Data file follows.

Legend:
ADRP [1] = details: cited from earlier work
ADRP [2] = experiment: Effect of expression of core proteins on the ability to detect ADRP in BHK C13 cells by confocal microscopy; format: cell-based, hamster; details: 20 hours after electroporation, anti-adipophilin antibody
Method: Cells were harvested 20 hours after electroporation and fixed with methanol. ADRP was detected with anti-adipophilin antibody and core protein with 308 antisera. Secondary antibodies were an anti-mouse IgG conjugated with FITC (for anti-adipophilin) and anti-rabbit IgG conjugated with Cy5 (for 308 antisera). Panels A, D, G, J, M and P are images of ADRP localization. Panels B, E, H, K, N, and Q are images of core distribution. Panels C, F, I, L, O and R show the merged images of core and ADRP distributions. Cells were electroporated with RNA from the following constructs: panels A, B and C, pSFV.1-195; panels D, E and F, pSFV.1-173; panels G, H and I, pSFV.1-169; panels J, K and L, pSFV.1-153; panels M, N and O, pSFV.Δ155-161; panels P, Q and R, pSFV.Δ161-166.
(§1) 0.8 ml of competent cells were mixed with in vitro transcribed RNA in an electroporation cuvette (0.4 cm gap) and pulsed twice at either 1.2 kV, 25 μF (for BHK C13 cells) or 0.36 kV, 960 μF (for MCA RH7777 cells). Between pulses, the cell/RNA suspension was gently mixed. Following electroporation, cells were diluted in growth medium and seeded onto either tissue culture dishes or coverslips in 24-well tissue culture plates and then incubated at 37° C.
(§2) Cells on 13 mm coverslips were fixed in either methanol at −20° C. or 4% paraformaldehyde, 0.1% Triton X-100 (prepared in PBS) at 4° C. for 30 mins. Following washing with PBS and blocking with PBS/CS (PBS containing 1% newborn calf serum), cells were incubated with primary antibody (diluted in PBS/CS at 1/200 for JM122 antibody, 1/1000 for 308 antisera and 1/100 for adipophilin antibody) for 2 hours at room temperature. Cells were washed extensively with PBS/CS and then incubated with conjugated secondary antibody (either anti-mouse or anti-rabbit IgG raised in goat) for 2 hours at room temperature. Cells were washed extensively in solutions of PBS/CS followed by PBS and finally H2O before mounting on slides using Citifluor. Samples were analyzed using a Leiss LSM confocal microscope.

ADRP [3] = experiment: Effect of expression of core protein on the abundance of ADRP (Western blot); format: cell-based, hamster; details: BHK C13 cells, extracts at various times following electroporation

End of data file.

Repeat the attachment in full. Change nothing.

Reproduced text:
Legend:
ADRP [1] = details: cited from earlier work
ADRP [2] = experiment: Effect of expression of core proteins on the ability to detect ADRP in BHK C13 cells by confocal microscopy; format: cell-based, hamster; details: 20 hours after electroporation, anti-adipophilin antibody
Method: Cells were harvested 20 hours after electroporation and fixed with methanol. ADRP was detected with anti-adipophilin antibody and core protein with 308 antisera. Secondary antibodies were an anti-mouse IgG conjugated with FITC (for anti-adipophilin) and anti-rabbit IgG conjugated with Cy5 (for 308 antisera). Panels A, D, G, J, M and P are images of ADRP localization. Panels B, E, H, K, N, and Q are images of core distribution. Panels C, F, I, L, O and R show the merged images of core and ADRP distributions. Cells were electroporated with RNA from the following constructs: panels A, B and C, pSFV.1-195; panels D, E and F, pSFV.1-173; panels G, H and I, pSFV.1-169; panels J, K and L, pSFV.1-153; panels M, N and O, pSFV.Δ155-161; panels P, Q and R, pSFV.Δ161-166.
(§1) 0.8 ml of competent cells were mixed with in vitro transcribed RNA in an electroporation cuvette (0.4 cm gap) and pulsed twice at either 1.2 kV, 25 μF (for BHK C13 cells) or 0.36 kV, 960 μF (for MCA RH7777 cells). Between pulses, the cell/RNA suspension was gently mixed. Following electroporation, cells were diluted in growth medium and seeded onto either tissue culture dishes or coverslips in 24-well tissue culture plates and then incubated at 37° C.
(§2) Cells on 13 mm coverslips were fixed in either methanol at −20° C. or 4% paraformaldehyde, 0.1% Triton X-100 (prepared in PBS) at 4° C. for 30 mins. Following washing with PBS and blocking with PBS/CS (PBS containing 1% newborn calf serum), cells were incubated with primary antibody (diluted in PBS/CS at 1/200 for JM122 antibody, 1/1000 for 308 antisera and 1/100 for adipophilin antibody) for 2 hours at room temperature. Cells were washed extensively with PBS/CS and then incubated with conjugated secondary antibody (either anti-mouse or anti-rabbit IgG raised in goat) for 2 hours at room temperature. Cells were washed extensively in solutions of PBS/CS followed by PBS and finally H2O before mounting on slides using Citifluor. Samples were analyzed using a Leiss LSM confocal microscope.

ADRP [3] = experiment: Effect of expression of core protein on the abundance of ADRP (Western blot); format: cell-based, hamster; details: BHK C13 cells, extracts at various times following electroporation